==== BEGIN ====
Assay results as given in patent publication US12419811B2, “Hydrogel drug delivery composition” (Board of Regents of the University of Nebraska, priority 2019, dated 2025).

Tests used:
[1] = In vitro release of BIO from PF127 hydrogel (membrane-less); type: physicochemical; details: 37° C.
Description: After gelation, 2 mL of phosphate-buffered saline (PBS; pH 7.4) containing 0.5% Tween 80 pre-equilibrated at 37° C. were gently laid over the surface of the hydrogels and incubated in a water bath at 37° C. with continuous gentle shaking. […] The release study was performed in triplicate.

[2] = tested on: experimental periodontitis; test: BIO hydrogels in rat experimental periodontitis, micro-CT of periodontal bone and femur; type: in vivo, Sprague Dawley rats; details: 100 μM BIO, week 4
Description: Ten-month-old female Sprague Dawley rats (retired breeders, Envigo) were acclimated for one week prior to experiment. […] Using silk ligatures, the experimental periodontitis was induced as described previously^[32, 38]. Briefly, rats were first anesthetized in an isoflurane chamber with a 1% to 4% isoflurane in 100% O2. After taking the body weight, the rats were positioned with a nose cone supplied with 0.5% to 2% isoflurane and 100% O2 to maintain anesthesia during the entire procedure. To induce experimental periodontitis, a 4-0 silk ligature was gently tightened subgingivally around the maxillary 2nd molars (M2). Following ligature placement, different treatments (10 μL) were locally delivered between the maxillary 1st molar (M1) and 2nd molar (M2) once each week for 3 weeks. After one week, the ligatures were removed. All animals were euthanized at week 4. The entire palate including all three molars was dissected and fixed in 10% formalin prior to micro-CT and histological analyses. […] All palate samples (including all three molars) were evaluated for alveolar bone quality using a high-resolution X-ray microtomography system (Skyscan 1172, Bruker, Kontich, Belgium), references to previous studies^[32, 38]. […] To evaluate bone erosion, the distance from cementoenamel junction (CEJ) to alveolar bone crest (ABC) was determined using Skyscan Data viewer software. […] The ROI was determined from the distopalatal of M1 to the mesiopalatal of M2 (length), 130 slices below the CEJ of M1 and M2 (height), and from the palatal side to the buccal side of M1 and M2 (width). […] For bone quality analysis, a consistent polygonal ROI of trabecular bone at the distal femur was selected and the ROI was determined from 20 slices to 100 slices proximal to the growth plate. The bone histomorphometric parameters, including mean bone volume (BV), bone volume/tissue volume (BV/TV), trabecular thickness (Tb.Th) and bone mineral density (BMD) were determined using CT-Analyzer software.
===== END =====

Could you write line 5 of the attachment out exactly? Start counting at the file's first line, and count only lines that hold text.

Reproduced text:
[2] = tested on: experimental periodontitis; test: BIO hydrogels in rat experimental periodontitis, micro-CT of periodontal bone and femur; type: in vivo, Sprague Dawley rats; details: 100 μM BIO, week 4